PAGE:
The U.S. economy added 177,000 private, non-farm jobs in June according to the monthly employment report released today by payroll-management firm ADP and its partner Moody's Analytics. The seasonally adjusted result is 6.35 percent lower than May's revised addition of 189,000 jobs, but it marks a 14.94 percent increase from last June, when 154,000 jobs were created.

“The labor market continues to march towards full employment,” said ADP Research Institute vice president and co-head Ahu Yildirmaz in a press release. “Healthcare led job growth once again and trade rebounded nicely.”

“Business’ [sic] number one problem is finding qualified workers,” said Moody's Analytics chief economist Mark Zandi in the release. “At the current pace of job growth, if sustained, this problem is set to get much worse. These labor shortages will only intensify across all industries and company sizes.”

Small businesses—firms that employ between one and 49 employees—gained 29,000 jobs in June. Within that group, firms that employ fewer than 20 people added 16,000 jobs, and firms with 20 to 49 employees created 13,000 new positions.

Mid-sized businesses—those with 50 to 499 employees—accounted for the largest share of employment gains by company size for the eighth consecutive month, with 80,000 positions added.

Large businesses, consisting of 500 employees or more, added 69,000 jobs. Within that figure, businesses employing 500 to 999 people gained 22,000 jobs, and companies with 1,000 or more employees added 46,000 positions (The discrepancy is likely due to a rounding error by ADP firm).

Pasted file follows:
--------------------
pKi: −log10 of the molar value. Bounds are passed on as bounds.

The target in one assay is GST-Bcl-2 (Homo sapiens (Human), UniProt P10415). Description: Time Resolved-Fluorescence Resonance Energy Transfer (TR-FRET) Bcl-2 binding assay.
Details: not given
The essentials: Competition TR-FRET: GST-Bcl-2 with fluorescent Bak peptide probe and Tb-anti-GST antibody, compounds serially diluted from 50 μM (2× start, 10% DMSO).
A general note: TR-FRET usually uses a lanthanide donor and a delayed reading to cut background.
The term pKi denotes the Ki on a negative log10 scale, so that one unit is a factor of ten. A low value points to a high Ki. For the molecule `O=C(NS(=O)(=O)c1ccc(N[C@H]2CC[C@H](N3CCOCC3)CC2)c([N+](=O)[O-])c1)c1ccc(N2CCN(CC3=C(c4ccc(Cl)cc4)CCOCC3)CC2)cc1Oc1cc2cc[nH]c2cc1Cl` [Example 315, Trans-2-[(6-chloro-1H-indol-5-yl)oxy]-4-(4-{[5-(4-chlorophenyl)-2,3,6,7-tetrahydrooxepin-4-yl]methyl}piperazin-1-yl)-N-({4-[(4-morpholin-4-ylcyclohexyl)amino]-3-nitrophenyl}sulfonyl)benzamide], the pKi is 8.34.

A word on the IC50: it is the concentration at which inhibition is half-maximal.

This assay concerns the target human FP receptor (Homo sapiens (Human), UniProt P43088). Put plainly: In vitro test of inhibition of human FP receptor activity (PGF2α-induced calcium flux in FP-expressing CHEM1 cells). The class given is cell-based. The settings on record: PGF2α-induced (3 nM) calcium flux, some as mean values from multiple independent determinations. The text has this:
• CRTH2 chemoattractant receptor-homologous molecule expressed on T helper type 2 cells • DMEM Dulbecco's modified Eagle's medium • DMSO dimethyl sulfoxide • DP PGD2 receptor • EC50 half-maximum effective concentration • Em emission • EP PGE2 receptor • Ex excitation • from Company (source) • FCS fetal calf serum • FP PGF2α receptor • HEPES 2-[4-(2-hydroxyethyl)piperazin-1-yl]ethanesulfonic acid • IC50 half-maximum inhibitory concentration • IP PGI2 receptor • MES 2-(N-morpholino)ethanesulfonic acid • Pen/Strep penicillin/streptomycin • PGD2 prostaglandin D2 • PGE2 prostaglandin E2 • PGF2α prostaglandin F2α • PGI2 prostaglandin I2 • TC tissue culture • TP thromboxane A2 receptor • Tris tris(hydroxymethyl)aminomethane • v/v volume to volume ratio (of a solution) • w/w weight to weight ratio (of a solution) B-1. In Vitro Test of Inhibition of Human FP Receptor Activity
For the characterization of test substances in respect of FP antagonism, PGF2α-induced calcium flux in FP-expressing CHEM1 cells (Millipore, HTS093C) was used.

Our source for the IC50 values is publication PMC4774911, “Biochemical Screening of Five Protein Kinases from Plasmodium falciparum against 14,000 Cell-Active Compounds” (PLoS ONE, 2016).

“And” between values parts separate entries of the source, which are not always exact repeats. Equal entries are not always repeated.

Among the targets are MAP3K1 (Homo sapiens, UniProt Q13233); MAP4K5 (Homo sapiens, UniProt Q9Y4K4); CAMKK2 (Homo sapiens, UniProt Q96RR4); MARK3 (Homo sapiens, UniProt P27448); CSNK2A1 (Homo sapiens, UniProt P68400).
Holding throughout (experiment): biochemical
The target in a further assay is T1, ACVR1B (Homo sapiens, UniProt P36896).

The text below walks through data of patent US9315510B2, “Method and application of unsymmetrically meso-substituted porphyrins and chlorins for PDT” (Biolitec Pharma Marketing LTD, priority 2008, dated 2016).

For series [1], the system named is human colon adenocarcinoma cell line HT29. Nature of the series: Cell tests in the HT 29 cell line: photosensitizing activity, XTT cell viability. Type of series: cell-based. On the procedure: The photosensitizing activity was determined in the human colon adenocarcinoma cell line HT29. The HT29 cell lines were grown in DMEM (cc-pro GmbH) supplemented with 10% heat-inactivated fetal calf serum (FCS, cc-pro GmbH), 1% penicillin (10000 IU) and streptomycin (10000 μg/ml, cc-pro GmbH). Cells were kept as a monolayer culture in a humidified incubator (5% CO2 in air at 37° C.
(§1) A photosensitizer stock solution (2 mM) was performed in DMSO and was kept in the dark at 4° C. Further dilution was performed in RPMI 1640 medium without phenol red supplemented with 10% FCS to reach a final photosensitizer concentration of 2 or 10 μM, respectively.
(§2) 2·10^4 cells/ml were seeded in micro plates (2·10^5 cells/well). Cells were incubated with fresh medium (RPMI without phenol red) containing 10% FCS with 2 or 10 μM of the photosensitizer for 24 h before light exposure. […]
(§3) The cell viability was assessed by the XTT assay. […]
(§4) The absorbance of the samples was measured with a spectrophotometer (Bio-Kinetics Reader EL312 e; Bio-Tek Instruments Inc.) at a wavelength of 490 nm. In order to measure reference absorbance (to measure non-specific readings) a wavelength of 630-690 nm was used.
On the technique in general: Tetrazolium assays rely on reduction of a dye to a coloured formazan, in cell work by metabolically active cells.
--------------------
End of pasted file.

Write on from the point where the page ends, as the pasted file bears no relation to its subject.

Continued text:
The service-providing sector—which has shown the strongest growth in the ADP's job report for 15 consecutive months—contributed 84 percent, or 148,000 jobs, of the total gains in June. This sector encompasses jobs in professional and business services; trade/transportation/utilities; information; financial activities; education and health; leisure and hospitality; and other services. Six of these seven subsectors experienced growth in June, with only the information subsector reporting a decrease of 2,000 jobs.

Employment in the professional and business services subsector—which includes architecture and engineering firms—added 33,000 jobs, a nearly 46 percent decrease from last month. This subsector accounted for 22 percent of all service-providing sector jobs added in June.

The goods-producing sector, which includes jobs in natural resources and mining, construction, and manufacturing, added 29,000 jobs. Within that figure, the construction subsector gained 13,000 jobs, or 45 percent of the jobs added in this sector in June. The natural resources/mining subsector added 5,000 jobs, while the manufacturing subsector added 12,000 new positions.

ADP's national employment report is often used as a precursor for the monthly Bureau of Labor Statistics jobs report, which will release its June edition on Friday.

For more information, read the full employment report from ADP.